The same is true for those Majoring in Mathematics, Biology, Chemistry, Physics, etc. In crease the numbers of those enrolled and see the numbers increase at High Tech Companies.

    If you do not get the degree you are not going to be able to do the work, so why would anyone hire you?

    I do not care if you are white, black, brown, male, female, straight, Bi, Trans, whatever: if you have the education, certification, experience, ability and temperament- come on in. If you have not prepared yourself to work in a particular field or are not able to get along the problem is personal and not societal.

    I work in a Licensed Medial Profession and the only people that are going to be considered are those who have completed the necessary Degree, passed the necessary certification boards, acquired the necessary license, maintained their competency via regular continuing education and have good references. If you lack any of that HR will never forward your CV or application to anyone in a position to hire you. That is not racist, sexist or whatever. It is discriminatory in favor of those who have prepared themselves for the job, just as it should be.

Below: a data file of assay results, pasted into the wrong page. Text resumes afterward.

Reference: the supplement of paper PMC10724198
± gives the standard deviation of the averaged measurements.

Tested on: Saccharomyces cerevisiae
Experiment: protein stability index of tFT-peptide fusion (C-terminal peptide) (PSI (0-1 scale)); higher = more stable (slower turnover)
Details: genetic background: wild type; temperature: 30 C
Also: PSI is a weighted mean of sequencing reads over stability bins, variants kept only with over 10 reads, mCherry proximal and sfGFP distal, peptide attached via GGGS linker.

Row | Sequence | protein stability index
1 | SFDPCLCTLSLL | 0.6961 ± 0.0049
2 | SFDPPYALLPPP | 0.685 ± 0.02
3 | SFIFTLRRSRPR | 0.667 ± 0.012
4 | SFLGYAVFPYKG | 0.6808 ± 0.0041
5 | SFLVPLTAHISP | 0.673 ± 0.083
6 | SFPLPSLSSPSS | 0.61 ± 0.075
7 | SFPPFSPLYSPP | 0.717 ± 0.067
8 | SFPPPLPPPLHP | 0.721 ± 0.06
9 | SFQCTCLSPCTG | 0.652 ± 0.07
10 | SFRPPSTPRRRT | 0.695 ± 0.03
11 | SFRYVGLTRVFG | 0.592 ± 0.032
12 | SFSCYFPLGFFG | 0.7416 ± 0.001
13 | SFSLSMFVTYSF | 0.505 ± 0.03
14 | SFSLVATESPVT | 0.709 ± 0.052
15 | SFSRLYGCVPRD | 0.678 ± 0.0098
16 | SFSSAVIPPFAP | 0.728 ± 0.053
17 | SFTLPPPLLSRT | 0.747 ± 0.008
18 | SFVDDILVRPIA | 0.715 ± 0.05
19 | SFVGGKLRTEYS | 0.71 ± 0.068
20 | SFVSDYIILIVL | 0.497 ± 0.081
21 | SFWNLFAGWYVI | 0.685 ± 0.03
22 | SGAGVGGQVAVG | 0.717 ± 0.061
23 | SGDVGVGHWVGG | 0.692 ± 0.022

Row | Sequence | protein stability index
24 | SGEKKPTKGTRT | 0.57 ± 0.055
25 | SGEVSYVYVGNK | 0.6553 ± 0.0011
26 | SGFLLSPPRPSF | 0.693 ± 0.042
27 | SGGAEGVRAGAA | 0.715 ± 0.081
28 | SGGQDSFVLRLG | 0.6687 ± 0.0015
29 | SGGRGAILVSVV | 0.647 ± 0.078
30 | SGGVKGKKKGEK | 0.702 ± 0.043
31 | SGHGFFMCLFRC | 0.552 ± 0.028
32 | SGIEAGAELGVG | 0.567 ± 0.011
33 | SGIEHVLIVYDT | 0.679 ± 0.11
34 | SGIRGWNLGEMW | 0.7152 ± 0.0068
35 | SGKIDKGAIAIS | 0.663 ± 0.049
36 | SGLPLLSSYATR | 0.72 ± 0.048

3. I used to live in Butterfield’s district in NC, Halifax County. He’s all about what Congressional pork he can get for his district.

    As we all know, the underrepresented problem isn’t just African-Americans, it’s also women in tech, and engineers. And, the root of the problem is education. To solve the problem of underrepresentation, we need to educate more African-Americans, more women and more engineers.

    Lastly, Apple is supposedly at 9%, which is very close to the actual African-American population percentage of 12%.

  4. “the lawmakers would like to learn what’s working from Square, PayPal and Apple, who do a relatively better job than their peers of hiring and retaining black talent, since they each have a workforce that is at least 6 percent black.”
    Okay, read the Recode article, and the key sentence was missing from MDN’s snippet. They’re visiting Apple to learn what’s working, so they can apply it elsewhere.